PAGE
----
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Pir Vilayat Inayat Khan

June 19, 1916 – June 17, 2004

“The culmination of the soul's journey of awakening is not just returning to its original state. Instead, it is how the soul has evolved through its passage on earth . . . and the unique way each soul's unfoldment has contributed to the evolution of the Universe itself.”

Pir Vilayat Inayat Khan

Over the course of his eighty-eight years of life, the great Sufi mystic and teacher Pir Vilayat Inayat Khan wove the timeless essence of Sufism into the unfolding expressions of contemporary culture and consciousness. A senior statesman of the world spiritual community, Pir Vilayat stood out as one who saw spiritual awakening as not separate from intellectual learning and creativity, or from full engagement with the latest developments in philosophy, psychology, science, culture, and the arts. He spoke five languages, studied philosophy at Oxford, and was an accomplished cellist. As Pir Zia, his son and spiritual heir, reflected: “Spurning the temptation to succumb to the inertia of routinization, impelled by a string of discoveries—spiritual openings alternating with deep readings of science and scripture—Pir Vilayat blazed a trail toward the spirituality of the future.”

Pir Vilayat was born in London in 1916 and became the spiritual successor to his own father, the revered Hazrat Inayat Khan, who had brought Sufism to the West. It was Pir Hazrat who not only established Sufi practice beyond its indigenous territory of the Middle East and India, but laid the ground for an expression of his tradition that would meet the contemporary context of his time, a spiritual perspective embraced by his son Pir Vilayat. “As a tradition-sanctioned lineage bearer,” explained Pir Zia, “Pir Hazrat was not an apologist for a particular ideology, but a mystic responding to the unprecedented challenges and prospects of a rapidly changing world with a message of interreligious reconciliation and spiritual renewal. It was in these footsteps that my father, Pir Vilayat, followed.”

Pir Vilayat began teaching in the 1950s through the Sufi Order in the West (now called Sufi Order International), which had been established by his father and gave rise to more than one hundred local centers for the study of Sufism in America, Europe, and other countries around the world. Beginning in 1965, he assembled a Congress of Religions in France every spring, where representatives of various traditions met to discuss and understand each other's viewpoints. This year he was posthumously awarded the Hollister Prize for creating interfaith understanding. In 1975 he founded the Abode of the Message, the main spiritual center for the Sufi Order International, and in 1977, with his longtime student Elizabeth Lesser, he cofounded the Omega Institute, which has since become the largest U.S. holistic learning center. Lesser recalled that, in founding Omega, Pir Vilayat “wanted to resurrect the ancient libraries and schools of Alexandria. He felt that's where the concept of holism was born, the idea that all thought is related. He wanted to create a place in modern culture where all religions and disciplines could be taught as related to each other. The name Omega comes from the French Jesuit priest and paleontologist Teilhard de Chardin, one of Pir Vilayat's heroes, and refers to that point where all thought converges.”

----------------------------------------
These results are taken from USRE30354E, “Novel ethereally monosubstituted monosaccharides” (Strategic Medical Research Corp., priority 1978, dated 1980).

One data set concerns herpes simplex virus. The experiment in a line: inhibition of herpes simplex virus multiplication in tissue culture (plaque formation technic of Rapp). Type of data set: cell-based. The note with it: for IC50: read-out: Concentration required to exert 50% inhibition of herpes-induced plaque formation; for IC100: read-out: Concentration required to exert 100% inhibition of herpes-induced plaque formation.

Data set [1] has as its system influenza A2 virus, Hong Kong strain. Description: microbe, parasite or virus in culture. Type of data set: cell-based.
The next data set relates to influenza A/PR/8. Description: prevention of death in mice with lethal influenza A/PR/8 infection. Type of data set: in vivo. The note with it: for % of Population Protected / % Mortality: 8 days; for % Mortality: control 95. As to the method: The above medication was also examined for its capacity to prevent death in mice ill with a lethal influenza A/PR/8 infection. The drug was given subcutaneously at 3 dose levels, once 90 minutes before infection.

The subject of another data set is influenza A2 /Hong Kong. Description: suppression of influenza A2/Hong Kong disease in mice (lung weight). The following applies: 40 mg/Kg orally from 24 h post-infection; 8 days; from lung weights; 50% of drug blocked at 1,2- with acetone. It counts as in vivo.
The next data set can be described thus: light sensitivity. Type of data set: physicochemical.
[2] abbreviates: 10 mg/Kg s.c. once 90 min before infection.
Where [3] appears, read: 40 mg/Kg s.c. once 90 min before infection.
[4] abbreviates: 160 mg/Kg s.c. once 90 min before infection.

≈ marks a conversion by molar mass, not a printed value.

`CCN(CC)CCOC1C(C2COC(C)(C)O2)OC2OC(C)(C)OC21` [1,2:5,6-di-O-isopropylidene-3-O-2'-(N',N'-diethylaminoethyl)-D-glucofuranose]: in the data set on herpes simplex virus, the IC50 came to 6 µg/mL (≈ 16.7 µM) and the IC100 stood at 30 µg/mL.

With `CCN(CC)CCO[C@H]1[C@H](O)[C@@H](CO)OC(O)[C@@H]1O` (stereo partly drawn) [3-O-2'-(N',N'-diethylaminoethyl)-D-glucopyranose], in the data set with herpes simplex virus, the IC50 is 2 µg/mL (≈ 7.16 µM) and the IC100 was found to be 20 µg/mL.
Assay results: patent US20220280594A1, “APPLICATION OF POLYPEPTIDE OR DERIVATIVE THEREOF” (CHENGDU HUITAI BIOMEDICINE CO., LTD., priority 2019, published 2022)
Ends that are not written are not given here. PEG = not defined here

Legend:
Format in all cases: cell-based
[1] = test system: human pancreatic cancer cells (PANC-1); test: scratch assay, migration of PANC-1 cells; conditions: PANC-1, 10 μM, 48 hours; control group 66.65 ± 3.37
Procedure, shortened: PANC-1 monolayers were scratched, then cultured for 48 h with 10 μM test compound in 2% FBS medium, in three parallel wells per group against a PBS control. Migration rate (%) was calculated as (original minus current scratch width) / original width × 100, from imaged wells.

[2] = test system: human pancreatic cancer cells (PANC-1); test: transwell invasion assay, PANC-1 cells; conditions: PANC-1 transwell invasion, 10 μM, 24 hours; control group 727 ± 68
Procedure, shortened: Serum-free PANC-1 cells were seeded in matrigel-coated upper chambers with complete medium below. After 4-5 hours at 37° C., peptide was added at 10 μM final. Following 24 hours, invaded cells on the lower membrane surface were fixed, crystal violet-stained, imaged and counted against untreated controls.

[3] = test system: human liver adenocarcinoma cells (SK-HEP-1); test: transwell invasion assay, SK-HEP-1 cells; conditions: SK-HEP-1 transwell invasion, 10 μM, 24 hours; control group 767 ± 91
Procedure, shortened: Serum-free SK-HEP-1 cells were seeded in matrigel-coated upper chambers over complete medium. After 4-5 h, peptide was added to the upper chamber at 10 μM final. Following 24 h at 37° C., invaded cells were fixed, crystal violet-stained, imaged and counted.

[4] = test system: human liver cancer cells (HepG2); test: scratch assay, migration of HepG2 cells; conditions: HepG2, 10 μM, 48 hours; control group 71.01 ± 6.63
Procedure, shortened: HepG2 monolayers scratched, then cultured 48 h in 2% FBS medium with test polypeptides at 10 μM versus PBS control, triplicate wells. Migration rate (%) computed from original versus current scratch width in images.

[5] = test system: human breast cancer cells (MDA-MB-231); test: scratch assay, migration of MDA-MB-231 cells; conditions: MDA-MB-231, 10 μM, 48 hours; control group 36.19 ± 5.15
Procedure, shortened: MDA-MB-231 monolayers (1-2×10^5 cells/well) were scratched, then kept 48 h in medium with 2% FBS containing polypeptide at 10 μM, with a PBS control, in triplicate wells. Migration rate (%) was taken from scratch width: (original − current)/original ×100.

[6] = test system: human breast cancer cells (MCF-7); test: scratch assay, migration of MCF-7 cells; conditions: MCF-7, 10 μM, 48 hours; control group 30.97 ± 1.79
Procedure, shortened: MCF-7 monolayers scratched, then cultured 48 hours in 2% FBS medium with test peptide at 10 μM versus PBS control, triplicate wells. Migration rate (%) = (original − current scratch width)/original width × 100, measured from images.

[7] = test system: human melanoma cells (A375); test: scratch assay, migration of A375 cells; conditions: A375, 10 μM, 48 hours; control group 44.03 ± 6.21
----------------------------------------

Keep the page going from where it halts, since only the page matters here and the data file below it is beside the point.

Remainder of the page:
Pir Vilayat put forward an evolutionary spirituality, based on a recognition that our role as humans is to participate fully in the process by which the intelligence of the universe is awakening over time through us. In his view, the knowledge and insight generated from the expansion of consciousness have the potential to influence the course of evolution itself. And Pir Vilayat believed that while we are already the expression of an evolved and complex civilization, through our dynamic creativity and engagement humanity can ultimately rise to new and higher orders of existence. “The further you advance,” he said, “the further the horizon recedes, so the secret treasure keeps on moving further and further away. It's a very curious thing, but we're creating the secret. It's not there. It's like the future—we create it.”

As a revered spiritual master, Pir Vilayat was adept at leading his students through the constructs of their own minds toward Self-awareness. Pir Zia described how “he would guide seekers in meditation through the multiple fields of perception and identity, culminating in 'stereoscopic consciousness,' the art of toggling between the temporal and the eternal, between the immediate interactions of everyday life and the most exalted intimation of God's being. His concern was not to promote a system of thought but, through the transformative power of prayer and meditation, to induce an amnesia and dismantle the cognitive glitches that obstruct the soul's natural self-realization.” Pir Zia then recollected a particularly powerful moment with his father: “It was two years ago at a meditation camp in the Swiss Alps. My father had guided seekers through the advanced stages of meditation and he emerged from the tent, radiating ecstasy. He called me to walk with him. Midway along the path he stopped, and with tears glistening in his eyes, he said, 'I want you to know, you do not have to do things as I've done them.' Then he paused and smiled and said, 'In fact, you must not do things as I've done them!' It was a moment that epitomized his freedom of spirit and faith in the future—a moment I will never forget.”

–Jessica Roemischer


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